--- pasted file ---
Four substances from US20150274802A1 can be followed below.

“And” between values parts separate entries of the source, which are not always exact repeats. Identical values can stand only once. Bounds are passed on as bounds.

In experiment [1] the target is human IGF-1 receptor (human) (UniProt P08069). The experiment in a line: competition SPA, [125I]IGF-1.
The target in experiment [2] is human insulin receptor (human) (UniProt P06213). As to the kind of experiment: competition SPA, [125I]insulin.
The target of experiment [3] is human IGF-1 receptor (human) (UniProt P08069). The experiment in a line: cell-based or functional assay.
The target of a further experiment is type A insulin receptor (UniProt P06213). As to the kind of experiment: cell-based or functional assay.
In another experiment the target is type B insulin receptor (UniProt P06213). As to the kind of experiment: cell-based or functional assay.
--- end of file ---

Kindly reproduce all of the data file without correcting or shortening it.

Four substances from US20150274802A1 can be followed below.

“And” between values parts separate entries of the source, which are not always exact repeats. Identical values can stand only once. Bounds are passed on as bounds.

In experiment [1] the target is human IGF-1 receptor (human) (UniProt P08069). The experiment in a line: competition SPA, [125I]IGF-1.
The target in experiment [2] is human insulin receptor (human) (UniProt P06213). As to the kind of experiment: competition SPA, [125I]insulin.
The target of experiment [3] is human IGF-1 receptor (human) (UniProt P08069). The experiment in a line: cell-based or functional assay.
The target of a further experiment is type A insulin receptor (UniProt P06213). As to the kind of experiment: cell-based or functional assay.
In another experiment the target is type B insulin receptor (UniProt P06213). As to the kind of experiment: cell-based or functional assay.